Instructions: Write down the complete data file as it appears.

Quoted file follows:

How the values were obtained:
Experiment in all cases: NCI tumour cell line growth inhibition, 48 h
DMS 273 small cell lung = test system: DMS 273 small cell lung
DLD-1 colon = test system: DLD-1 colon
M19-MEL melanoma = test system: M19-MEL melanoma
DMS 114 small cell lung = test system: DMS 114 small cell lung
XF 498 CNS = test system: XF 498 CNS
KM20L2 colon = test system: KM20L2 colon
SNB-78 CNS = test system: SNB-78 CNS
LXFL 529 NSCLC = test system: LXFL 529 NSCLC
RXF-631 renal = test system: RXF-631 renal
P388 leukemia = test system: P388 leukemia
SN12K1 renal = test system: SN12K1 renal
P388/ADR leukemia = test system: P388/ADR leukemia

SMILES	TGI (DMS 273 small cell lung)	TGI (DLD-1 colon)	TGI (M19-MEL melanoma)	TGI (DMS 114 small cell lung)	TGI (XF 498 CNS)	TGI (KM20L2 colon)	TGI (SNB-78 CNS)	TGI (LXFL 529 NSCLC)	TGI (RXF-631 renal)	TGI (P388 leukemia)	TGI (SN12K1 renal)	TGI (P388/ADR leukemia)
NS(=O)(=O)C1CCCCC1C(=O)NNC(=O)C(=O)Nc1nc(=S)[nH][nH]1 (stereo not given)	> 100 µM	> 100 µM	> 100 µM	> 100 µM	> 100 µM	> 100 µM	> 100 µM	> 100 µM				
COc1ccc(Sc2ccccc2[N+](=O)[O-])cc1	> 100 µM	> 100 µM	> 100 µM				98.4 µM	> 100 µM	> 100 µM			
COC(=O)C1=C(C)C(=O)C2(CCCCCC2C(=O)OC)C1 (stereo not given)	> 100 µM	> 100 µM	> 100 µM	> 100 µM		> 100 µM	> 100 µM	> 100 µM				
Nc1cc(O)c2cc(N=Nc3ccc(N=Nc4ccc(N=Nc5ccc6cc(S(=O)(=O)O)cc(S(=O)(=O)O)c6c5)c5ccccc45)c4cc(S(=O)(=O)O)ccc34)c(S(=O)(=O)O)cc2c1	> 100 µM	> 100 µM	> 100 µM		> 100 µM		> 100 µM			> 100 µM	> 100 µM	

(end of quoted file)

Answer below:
How the values were obtained:
Experiment in all cases: NCI tumour cell line growth inhibition, 48 h
DMS 273 small cell lung = test system: DMS 273 small cell lung
DLD-1 colon = test system: DLD-1 colon
M19-MEL melanoma = test system: M19-MEL melanoma
DMS 114 small cell lung = test system: DMS 114 small cell lung
XF 498 CNS = test system: XF 498 CNS
KM20L2 colon = test system: KM20L2 colon
SNB-78 CNS = test system: SNB-78 CNS
LXFL 529 NSCLC = test system: LXFL 529 NSCLC
RXF-631 renal = test system: RXF-631 renal
P388 leukemia = test system: P388 leukemia
SN12K1 renal = test system: SN12K1 renal
P388/ADR leukemia = test system: P388/ADR leukemia

SMILES	TGI (DMS 273 small cell lung)	TGI (DLD-1 colon)	TGI (M19-MEL melanoma)	TGI (DMS 114 small cell lung)	TGI (XF 498 CNS)	TGI (KM20L2 colon)	TGI (SNB-78 CNS)	TGI (LXFL 529 NSCLC)	TGI (RXF-631 renal)	TGI (P388 leukemia)	TGI (SN12K1 renal)	TGI (P388/ADR leukemia)
NS(=O)(=O)C1CCCCC1C(=O)NNC(=O)C(=O)Nc1nc(=S)[nH][nH]1 (stereo not given)	> 100 µM	> 100 µM	> 100 µM	> 100 µM	> 100 µM	> 100 µM	> 100 µM	> 100 µM				
COc1ccc(Sc2ccccc2[N+](=O)[O-])cc1	> 100 µM	> 100 µM	> 100 µM				98.4 µM	> 100 µM	> 100 µM			
COC(=O)C1=C(C)C(=O)C2(CCCCCC2C(=O)OC)C1 (stereo not given)	> 100 µM	> 100 µM	> 100 µM	> 100 µM		> 100 µM	> 100 µM	> 100 µM				
Nc1cc(O)c2cc(N=Nc3ccc(N=Nc4ccc(N=Nc5ccc6cc(S(=O)(=O)O)cc(S(=O)(=O)O)c6c5)c5ccccc45)c4cc(S(=O)(=O)O)ccc34)c(S(=O)(=O)O)cc2c1	> 100 µM	> 100 µM	> 100 µM		> 100 µM		> 100 µM			> 100 µM	> 100 µM	